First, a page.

A few days ago, I found myself reflecting and asking:
Then a thought struck me from nowhere. This is happening because our Church declared a “Revolution of Righteousness”, and the Devil was furious, so he launched a full-scale attack to counter this revolution.
What a great revelation! I feel so thrilled about the idea that I started composing it into my FB wall.
But before I hit Post button, another thought came, gentle yet confounding:
Do you really believe that this happens JUST BECAUSE YOUR CHURCH did something during your Anniversary? Are you this proud to claim such “large scale impact” to be aftermath of your doing? Anak, hindi lang kayo ang Body of Christ.
That was a strong rebuke, and I found myself humbled.
It is not about you, or your Church.
The Voice in my head continued:
Your Church organization is just a very small portion of a “bigger body” in the Philippines, not to mention the world. Don’t think so highly of your organization — that just because she declared a certain “Revolution of Righteousness” during her anniversary celebration, several high-profile events happened at a national scale that even affected neighboring countries like Vietnam.
What about the other Bible-believing Churches in your country?
Here’s a hypothetical question: What if may isang small but bold Christian Church pala sa Tacloban, or sa Mindoro, or sa La Union na hindi ka-anib sa “umbrella organization” nyo, who “declared war” against the principalities of the air, at nabulabog nila ang mga demonyo. What if nag-prayer brigade pala sila, and SILA pala ang totoong may kagagawan?
Or, if you so boldly declare that all these are aftermath of your so-called “Revolution of Righteousness”, are you willing to be held responsible for the lost of lives and damage to properties, because you stirred the enemy to war and he retaliated?
I was silenced. My heart was exposed to be thinking religious elitism about the Church I belong to. At kung iisiping mabuti, wala itong pagkakaiba dun sa taong nag-tweet na kung mamatay ang mga Pilipino, Iglesya lang nila ang maliligtas.
Lord, patawad. =(
So why am I blogging this? because hindi ako biased and I want to share what I learned.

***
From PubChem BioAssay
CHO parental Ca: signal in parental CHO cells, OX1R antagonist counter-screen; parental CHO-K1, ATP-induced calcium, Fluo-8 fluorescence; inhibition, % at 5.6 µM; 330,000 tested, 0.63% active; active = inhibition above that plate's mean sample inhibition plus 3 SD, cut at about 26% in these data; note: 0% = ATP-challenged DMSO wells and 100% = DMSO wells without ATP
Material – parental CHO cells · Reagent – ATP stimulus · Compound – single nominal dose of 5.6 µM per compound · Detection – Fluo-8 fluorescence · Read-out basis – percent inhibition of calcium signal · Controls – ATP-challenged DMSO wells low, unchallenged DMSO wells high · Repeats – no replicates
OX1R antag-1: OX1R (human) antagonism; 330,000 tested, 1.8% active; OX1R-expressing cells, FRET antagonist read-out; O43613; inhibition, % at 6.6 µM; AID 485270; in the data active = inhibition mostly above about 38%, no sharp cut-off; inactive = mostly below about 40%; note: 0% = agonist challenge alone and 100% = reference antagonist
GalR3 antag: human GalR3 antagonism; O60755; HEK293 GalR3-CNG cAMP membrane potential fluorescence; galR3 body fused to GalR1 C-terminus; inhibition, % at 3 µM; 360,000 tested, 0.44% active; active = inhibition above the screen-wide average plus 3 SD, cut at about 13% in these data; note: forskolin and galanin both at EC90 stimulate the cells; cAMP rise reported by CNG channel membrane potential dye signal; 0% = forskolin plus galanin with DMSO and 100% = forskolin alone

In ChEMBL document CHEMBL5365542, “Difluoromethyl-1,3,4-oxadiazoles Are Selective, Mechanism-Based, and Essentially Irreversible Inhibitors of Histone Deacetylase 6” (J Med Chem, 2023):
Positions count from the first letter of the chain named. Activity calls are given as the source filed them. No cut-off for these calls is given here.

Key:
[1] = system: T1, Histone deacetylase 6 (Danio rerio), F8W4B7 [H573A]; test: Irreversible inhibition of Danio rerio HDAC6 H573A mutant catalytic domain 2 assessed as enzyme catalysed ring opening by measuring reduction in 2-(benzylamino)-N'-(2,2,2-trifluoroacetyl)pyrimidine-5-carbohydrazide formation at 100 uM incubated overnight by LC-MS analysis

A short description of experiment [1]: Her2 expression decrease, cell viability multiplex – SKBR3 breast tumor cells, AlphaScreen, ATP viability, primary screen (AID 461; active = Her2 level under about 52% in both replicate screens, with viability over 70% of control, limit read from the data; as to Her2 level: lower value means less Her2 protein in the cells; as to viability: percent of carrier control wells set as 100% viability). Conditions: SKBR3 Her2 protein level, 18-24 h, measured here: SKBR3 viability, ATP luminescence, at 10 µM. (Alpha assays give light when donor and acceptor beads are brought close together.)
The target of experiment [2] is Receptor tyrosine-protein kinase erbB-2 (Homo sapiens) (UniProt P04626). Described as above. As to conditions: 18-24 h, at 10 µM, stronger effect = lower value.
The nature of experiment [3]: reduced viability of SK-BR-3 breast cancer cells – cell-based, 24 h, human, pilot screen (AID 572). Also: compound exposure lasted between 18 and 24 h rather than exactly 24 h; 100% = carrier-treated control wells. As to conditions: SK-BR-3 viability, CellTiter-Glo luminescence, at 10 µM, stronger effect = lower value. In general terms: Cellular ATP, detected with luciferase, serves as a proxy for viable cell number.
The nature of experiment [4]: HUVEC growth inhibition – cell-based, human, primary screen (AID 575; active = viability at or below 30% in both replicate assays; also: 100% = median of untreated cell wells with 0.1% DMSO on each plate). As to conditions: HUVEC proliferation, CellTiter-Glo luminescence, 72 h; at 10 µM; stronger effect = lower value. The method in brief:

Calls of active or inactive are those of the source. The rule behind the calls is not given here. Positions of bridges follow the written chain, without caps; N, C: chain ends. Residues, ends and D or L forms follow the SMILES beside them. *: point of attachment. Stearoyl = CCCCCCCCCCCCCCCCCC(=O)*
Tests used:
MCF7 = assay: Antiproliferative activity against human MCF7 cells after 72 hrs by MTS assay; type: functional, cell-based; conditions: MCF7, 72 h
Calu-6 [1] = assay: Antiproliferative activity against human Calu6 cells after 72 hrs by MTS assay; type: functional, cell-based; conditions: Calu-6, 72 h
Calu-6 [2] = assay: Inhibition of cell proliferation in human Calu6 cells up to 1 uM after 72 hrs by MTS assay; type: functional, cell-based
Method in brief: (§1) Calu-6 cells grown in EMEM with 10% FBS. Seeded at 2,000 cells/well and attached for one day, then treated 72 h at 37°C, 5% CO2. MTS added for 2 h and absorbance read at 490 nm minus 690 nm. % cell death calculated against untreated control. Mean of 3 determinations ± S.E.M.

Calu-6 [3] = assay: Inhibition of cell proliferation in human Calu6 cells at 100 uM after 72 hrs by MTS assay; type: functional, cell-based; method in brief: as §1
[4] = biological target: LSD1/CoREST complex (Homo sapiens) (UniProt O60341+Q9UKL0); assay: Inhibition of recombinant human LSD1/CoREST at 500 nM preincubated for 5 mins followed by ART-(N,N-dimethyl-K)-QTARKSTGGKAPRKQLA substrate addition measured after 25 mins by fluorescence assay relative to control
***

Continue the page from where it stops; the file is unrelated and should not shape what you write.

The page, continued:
Self-check din minsan pag may time. While it is not bad to feel a sense of pride to the group we belong, we are also commanded to “cast down imaginations, and every high thing that exalts itself against the knowledge of God, and bringing every thought into captivity to the obedience of Christ”.
Just because I belong to this organization, doesn’t mean I will always write good stuff about her or our leaders. In fact, I once said, “I love my Church, but I will not turn a blind eye when she makes an idiot out of herself” 1. Also, I’m sharing this because I’m afraid I am not the only one to think that way. Well, sana nga ako lang ang guilty na nagiisip ng ganun.
Alam ko madaming magtataas ng kilay sa post na ito. But, my convictions are simple. I love my Church, but I don’t want myself, or my co-members, or her leaders to believe that she is an “elite type” of Church — na bawat kilos ng Iglesyang ito has a tremendous impact sa buong bansa.
I am writing this to REMIND MYSELF that she is not an elite, and she is far from being perfect. She is like any other Church, a Church of dropouts and sinners and hypocrites and failures and losers and fools–myself being the worst of them. Her leaders are well-meaning, but still they are imperfect and inadequate human beings.
In summary, whatever the reason these things happened, only God knows. One thing is for sure, He is sovereign. He is God. He allows things to happen good or bad, even if they don’t make sense to us humans. He is not under any obligation to explain himself, even to Christians, unless he chooses to do so.
So here I am, sharing another lesson. Learned by an imperfect Christian.
- ‘Faith stronger than storm’ (newsinfo.inquirer.net)
- Church turns into grave for Yolanda victims (rappler.com)
- When my Church hurts me